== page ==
However, Reg. BI only applies to recommendations made to an individual retail customer and does not apply to advice given to workplace retirement plans. Thus, a financial professional offering advice to an employer operating a retirement plan would be free to give costly, harmful advice to the employer, with no accountability under Reg. BI for doing so. As a result, employers, who receive conflicted advice would be more likely to offer more costly or poorer performing retirement plan options to their workers. Put simply, retirement savers that end up with higher-cost or lower-quality options would retire with less money than they otherwise would have or would have to work longer to hit their savings goals. And even small differences in costs or performance can add up over time. For example, a 1% annual reduction in returns, over the course of 35 years, could reduce the saver’s account balance at retirement by 28 percent. This could mean profound differences in financial stability and quality of life for retirees.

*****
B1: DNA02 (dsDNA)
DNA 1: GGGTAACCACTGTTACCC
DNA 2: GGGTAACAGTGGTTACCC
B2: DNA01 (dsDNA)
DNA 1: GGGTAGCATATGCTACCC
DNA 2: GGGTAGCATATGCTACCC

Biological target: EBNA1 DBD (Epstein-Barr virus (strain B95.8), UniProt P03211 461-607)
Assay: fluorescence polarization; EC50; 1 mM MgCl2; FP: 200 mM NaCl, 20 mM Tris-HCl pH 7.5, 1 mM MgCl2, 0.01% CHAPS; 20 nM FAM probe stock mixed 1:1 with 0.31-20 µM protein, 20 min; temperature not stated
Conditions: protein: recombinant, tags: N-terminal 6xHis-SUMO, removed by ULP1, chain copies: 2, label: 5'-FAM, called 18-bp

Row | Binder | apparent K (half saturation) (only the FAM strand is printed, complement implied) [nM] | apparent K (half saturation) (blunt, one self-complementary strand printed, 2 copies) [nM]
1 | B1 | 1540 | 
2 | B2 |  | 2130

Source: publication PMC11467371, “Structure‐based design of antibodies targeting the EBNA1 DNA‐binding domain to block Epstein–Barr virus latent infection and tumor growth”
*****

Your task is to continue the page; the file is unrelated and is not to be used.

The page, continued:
The SEC’s adopting release for Reg. BI specifically highlighted this gap in which retirement plans do not receive Reg. BI’s protections. The release suggested it expected the DOL to fill this gap by updating its fiduciary rule.[ii] We agree that the DOL must now ensure that employers receive the same high level of protections as retail investors when receiving investment recommendations from financial professionals.
BI doesn’t apply when a financial professional is recommending non-securities.
Many retirement savers who turn to financial professionals for investment advice receive advice to purchase investments that are not securities. However, Reg. BI only applies to recommendations involving securities, which means that Reg. BI doesn’t apply when financial professionals recommend non-securities products, including certain insurance and annuities products,[iii] commodities, real estate, or cryptocurrencies, to the extent those are not considered securities. As a result, retirement savers don’t receive Reg. BI’s protections when financial professionals recommend such products.